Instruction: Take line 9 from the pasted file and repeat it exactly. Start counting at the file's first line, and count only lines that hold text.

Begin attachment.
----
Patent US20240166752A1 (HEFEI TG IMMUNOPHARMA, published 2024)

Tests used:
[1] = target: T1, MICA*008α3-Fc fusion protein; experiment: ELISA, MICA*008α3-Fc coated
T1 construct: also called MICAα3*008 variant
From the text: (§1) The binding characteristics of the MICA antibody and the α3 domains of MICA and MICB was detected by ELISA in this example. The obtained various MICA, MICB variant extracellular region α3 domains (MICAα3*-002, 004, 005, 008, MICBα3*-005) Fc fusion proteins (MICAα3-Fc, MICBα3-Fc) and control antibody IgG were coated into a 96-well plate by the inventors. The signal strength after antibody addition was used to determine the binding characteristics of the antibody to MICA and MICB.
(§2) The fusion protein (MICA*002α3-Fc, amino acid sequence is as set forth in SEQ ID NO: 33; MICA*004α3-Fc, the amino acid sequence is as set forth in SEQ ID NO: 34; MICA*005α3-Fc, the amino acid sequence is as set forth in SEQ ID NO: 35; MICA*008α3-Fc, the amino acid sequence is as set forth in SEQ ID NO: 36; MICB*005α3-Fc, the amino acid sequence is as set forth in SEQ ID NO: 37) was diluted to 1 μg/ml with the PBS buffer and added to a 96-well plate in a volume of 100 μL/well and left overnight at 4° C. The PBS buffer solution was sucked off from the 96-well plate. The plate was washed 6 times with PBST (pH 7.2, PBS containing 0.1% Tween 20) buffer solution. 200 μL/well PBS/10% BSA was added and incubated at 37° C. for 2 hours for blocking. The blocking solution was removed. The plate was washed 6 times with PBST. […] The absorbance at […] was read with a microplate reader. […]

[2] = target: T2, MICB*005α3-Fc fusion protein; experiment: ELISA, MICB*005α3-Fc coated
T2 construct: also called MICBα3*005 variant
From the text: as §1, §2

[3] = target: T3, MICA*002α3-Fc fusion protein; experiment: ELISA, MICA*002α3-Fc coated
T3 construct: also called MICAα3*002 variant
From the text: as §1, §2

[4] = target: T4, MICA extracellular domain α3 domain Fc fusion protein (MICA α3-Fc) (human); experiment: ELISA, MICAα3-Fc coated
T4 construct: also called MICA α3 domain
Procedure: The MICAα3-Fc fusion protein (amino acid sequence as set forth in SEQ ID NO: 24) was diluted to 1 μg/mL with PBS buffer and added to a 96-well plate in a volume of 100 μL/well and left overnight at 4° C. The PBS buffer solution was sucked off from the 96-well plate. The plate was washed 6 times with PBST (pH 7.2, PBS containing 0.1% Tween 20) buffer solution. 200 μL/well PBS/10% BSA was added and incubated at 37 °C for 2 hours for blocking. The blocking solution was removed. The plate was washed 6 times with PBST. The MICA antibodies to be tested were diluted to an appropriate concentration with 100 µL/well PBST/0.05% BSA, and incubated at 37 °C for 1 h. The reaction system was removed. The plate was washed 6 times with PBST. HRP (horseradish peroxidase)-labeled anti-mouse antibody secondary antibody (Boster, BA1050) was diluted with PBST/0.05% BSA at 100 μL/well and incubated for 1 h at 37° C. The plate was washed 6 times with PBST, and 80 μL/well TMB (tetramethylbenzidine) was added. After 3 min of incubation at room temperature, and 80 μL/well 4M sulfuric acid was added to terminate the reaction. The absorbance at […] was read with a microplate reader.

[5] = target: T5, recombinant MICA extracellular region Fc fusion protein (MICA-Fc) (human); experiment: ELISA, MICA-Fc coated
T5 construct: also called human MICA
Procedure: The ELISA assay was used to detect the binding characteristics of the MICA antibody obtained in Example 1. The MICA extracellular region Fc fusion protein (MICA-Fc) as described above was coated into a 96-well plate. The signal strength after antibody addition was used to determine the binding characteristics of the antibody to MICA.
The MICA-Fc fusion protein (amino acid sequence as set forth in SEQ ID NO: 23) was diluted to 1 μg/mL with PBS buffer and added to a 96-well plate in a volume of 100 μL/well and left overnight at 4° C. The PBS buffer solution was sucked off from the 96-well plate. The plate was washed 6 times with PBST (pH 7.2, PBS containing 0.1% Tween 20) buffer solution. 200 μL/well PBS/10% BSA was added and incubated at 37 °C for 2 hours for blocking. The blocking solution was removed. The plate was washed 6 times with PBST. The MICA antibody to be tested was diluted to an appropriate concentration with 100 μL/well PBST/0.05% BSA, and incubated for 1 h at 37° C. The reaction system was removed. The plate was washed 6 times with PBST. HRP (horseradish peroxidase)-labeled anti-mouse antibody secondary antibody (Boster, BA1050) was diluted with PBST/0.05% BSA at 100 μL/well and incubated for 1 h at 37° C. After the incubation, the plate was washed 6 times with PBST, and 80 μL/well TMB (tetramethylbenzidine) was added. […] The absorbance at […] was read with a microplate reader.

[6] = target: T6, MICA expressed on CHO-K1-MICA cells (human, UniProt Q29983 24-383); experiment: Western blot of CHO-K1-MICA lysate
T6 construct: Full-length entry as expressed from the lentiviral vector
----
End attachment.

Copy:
From the text: as §1, §2